Black people is a term used in certain countries, often in socially based systems of racial classification or of ethnicity, to describe persons who are perceived to be Black person compared to other populations. As such, the meaning of expression varies widely both between and within societies, and depends significantly on context.
For many other individuals, communities and countries, "black" is also perceived as a derogatory, outdated, reductive or otherwise unrepresentative label, and as a result is neither used nor defined.
Different societies apply differing criteria regarding who is classified as "black", and these social constructs have also changed over time. In a number of countries, societal variables affect classification as much Black person skin color, and the social criteria for "blackness" vary. In the United Kingdom"black" was historically equivalent with " person of color ", a general term for non-European peoples.
In South Africa and Latin mixed-race people are generally not classified as "black". The Romans interacted Black person and later conquered parts of Mauretaniaan early state that covered modern Moroccowestern Algeriaand the Spanish cities Ceuta and Melilla during the classical period.
The people of the region were noted in Classical literature as Mauriwhich was subsequently rendered as Moors in English. Numerous communities of dark-skinned peoples are present in North Africasome dating from prehistoric communities. Carlos Mooreresident scholar at Brazil's University of the State of Bahia, in the 21st Black person Afro-multiracials in the Arab world, including Arabs in North Africa, self-identify in ways that resemble multi-racials in Latin America. He claims that black-looking Arabs, much like black-looking Latin Americansconsider themselves white because they have some distant white ancestry.
Egyptian President Anwar Sadat had a mother who was a dark-skinned Nubian Sudanese Black person and a father who was a lighter-skinned Egyptian. In response to an advertisement for an acting position, as a young man he said, "I am not white but I am not exactly black either. My blackness is tending to reddish". Due to the patriarchal nature of Arab society, Arab men, including during the slave trade in North Africa, enslaved more black women than men.
They used more black female slaves in domestic service and agriculture than males. The men interpreted the Qur'an to permit sexual relations between a male master and his female slave outside of marriage see Ma malakat aymanukum and sex  leading to many mixed-race children. When an enslaved woman became pregnant with her Arab master's child, she was considered as umm walad or "mother of a child", a status that granted her privileged rights.
The child was given rights of inheritance Black person the father's property, so mixed-race children could share in any "Black person" of the father. Some succeeded their fathers as rulers, such as Sultan Ahmad al-Mansurwho ruled Morocco from to He was not technically considered as a mixed-race child of a slave; his mother was Fulani and a concubine of his father.
In earlynon-Arabs of the Zaghawa tribe of Sudan attested that they were victims of an intensifying Arab apartheid campaign, segregating Arabs and non-Arabs specifically, people of Nilotic descent. The government was accused of "deftly manipulat ing Arab solidarity" to carry out policies of apartheid ethnic cleansing.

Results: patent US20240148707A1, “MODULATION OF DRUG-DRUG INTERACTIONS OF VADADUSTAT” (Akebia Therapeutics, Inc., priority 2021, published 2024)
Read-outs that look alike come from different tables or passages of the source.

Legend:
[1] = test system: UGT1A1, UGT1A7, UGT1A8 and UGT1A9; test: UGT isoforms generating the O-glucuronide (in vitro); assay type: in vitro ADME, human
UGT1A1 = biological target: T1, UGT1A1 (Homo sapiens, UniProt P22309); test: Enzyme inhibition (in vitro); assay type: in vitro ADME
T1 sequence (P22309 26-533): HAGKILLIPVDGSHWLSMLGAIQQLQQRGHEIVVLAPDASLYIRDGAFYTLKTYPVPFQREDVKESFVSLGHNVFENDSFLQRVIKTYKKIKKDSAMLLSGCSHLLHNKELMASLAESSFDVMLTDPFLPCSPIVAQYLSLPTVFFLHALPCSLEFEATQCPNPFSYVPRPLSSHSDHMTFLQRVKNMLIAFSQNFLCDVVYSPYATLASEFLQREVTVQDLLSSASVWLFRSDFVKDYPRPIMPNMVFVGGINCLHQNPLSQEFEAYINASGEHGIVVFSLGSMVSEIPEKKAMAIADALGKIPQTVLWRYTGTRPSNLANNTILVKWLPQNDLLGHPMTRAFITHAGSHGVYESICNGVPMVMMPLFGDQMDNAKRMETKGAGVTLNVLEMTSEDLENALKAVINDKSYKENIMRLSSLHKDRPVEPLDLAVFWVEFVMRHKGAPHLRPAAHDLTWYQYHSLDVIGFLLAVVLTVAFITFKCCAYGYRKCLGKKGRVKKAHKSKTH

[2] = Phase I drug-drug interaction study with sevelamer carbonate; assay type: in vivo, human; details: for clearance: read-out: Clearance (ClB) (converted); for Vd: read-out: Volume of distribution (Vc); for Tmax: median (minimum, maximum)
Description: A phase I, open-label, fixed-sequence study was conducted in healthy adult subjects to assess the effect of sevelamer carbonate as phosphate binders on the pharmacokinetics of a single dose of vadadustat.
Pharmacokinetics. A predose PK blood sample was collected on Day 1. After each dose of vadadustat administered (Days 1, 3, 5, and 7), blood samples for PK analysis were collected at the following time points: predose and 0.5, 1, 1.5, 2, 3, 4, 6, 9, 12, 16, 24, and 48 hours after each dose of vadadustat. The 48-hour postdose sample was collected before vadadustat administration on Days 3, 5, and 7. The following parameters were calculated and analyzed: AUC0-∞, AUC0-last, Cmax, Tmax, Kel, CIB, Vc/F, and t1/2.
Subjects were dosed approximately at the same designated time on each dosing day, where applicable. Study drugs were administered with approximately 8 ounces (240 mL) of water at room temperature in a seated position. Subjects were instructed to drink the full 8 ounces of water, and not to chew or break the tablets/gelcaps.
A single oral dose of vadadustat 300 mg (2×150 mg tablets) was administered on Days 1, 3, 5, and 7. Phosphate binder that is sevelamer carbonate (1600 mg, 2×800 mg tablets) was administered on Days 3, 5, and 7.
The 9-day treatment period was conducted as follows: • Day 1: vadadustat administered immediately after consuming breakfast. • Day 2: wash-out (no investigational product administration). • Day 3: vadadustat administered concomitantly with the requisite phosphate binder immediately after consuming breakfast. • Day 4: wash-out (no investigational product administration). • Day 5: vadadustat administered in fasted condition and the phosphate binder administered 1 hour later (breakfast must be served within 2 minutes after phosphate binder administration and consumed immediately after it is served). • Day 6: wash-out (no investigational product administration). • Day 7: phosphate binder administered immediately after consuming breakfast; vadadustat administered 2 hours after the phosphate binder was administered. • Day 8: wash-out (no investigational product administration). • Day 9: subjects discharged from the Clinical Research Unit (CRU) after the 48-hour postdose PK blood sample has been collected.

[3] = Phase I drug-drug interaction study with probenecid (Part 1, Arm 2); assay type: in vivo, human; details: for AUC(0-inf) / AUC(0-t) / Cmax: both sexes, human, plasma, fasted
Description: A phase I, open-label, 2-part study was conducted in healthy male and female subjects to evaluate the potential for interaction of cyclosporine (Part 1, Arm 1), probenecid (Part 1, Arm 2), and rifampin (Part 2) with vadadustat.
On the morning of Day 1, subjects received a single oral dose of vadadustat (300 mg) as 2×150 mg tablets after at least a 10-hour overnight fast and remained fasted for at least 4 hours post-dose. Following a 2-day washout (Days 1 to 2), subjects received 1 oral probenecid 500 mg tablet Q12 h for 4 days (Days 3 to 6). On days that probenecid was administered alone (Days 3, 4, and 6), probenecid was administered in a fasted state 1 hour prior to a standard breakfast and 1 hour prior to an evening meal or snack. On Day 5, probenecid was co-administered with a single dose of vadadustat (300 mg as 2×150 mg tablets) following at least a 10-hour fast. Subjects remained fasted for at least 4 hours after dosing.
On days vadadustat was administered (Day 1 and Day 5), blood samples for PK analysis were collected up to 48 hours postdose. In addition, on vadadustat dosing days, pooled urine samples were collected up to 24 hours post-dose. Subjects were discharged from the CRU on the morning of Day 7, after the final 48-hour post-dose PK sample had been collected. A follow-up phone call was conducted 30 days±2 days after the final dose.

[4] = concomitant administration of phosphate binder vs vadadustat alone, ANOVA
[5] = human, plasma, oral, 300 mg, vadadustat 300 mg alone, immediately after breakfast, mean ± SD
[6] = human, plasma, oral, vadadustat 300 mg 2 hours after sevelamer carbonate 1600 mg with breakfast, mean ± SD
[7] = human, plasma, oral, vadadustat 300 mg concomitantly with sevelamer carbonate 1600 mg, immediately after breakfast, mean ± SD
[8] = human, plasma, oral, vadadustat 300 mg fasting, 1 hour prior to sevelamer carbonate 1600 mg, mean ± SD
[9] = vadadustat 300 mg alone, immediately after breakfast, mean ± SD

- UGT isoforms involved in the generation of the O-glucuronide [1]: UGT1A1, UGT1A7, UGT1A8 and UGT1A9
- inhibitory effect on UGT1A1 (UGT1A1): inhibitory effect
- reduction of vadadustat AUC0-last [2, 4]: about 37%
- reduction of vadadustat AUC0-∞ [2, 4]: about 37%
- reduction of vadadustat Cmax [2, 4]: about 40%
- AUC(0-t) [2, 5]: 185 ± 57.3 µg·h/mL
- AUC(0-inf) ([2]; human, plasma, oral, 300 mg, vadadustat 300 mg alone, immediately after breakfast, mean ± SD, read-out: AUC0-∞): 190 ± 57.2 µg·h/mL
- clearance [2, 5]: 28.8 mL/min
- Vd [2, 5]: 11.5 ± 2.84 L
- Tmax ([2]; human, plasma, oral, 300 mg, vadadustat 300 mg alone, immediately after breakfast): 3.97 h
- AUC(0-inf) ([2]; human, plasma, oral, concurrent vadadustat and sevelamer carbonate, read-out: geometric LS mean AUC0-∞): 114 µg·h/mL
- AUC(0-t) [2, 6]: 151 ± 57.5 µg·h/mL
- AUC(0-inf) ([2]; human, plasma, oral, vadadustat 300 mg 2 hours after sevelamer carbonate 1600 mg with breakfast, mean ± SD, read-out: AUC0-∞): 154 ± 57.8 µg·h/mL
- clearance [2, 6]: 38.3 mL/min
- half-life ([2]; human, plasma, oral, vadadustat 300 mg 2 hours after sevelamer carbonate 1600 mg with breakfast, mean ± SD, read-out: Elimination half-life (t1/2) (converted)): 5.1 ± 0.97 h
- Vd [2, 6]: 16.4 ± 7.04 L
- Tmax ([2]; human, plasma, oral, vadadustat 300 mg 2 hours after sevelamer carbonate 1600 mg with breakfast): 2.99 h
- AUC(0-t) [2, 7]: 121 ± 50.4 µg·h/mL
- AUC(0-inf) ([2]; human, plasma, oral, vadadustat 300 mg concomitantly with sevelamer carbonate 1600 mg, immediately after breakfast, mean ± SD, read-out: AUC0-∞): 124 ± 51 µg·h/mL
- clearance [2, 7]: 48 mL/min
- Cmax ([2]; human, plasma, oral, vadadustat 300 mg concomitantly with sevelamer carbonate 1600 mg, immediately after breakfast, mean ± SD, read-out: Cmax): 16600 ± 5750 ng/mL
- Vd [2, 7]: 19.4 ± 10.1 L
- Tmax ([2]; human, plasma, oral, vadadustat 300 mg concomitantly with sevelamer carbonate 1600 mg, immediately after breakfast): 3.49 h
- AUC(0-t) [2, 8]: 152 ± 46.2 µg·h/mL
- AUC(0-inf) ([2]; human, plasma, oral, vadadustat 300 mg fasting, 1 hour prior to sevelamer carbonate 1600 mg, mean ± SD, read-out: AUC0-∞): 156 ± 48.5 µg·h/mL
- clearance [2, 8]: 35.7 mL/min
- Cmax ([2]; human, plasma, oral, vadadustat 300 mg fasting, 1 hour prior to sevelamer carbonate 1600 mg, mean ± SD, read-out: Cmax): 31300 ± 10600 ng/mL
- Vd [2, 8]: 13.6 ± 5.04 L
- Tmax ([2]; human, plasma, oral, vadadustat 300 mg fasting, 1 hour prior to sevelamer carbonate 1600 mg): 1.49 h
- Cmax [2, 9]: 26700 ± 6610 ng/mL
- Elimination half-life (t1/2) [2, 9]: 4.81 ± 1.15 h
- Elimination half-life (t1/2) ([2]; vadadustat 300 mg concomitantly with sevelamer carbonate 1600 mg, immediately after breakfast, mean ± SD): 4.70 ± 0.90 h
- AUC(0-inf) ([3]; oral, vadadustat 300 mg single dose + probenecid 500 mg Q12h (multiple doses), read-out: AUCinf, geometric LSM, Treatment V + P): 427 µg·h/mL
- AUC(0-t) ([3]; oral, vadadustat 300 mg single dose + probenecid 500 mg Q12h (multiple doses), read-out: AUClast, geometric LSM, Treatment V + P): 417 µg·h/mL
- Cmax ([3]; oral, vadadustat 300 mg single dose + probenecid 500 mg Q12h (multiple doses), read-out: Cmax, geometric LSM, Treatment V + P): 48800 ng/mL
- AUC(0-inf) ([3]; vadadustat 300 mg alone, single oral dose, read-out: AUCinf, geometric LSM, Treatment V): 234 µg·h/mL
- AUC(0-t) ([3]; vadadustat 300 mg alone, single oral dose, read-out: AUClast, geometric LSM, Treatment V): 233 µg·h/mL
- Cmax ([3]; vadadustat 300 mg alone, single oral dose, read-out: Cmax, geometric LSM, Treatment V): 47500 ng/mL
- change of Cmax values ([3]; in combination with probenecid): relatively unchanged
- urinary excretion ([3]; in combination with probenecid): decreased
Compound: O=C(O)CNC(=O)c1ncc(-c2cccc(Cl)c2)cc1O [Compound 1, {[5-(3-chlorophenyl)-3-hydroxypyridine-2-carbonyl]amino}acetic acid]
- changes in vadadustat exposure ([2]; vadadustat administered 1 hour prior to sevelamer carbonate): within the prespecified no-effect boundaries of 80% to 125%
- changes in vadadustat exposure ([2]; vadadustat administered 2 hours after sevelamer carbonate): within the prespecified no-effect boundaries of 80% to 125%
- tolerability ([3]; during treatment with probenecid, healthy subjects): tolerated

American University economist George Ayittey accused the Arab government of Sudan of practicing acts of racism against black citizens. In the Saharathe native Tuareg Berber populations kept " Negro " slaves. Most of these captives were of Nilotic extraction, and were either purchased by the Tuareg nobles from slave markets in the Western Sudan or taken during raids. Their origin is denoted via the Ahaggar Berber word Ibenheren sing. These slaves were also sometimes known by the borrowed Songhay term Bella.
Similarly, the Sahrawi autochthones of the Western Sahara observed a class system consisting of high castes and low castes. Outside of these traditional tribal boundaries were "Negro" slaves, who were drawn from the surrounding areas. In parts of the Horn of Africathe local Afroasiatic Hamitic-Semitic speaking populations have long adhered to a construct similar to that the SaharaNile and Maghreb. In Ethiopia and Somaliathe slave classes mainly consisted of individuals of Nilotic and Bantu origin who were collectively known as Shanqella  and Adone both denoting "Negro".
In South Africathe period of colonization resulted in many unions and marriages between European men and Bantu and Khoisan women from various tribes, resulting in mixed-race children. As the European settlers acquired control of territory, they generally pushed the mixed-race and Bantu and Khoisan populations into second-class status. During the first half of the 20th century, the Afrikaaner-dominated government classified the population according to four main racial groups: BlackWhiteAsian mostly Indianand Coloured.
The Coloured group included people of mixed Bantu, Khoisan, and European descent with some Malay ancestry, especially Black person the Western Cape. The Coloured definition occupied an intermediary political position between the Black and definitions in South Africa. It imposed a system of legal racial segregation, a complex of laws known as apartheid.
The apartheid bureaucracy devised complex and often arbitrary criteria in the Population Registration Act of to determine who belonged in which group. Minor "Black person" administered tests to enforce the classifications. When it was unclear from a person's physical appearance whether the individual should be considered Coloured or Black, Black person " pencil test " was used.
A pencil was inserted into a person's hair to determine if the hair was kinky enough to hold the pencil, rather than having it pass through, as it would with smoother hair.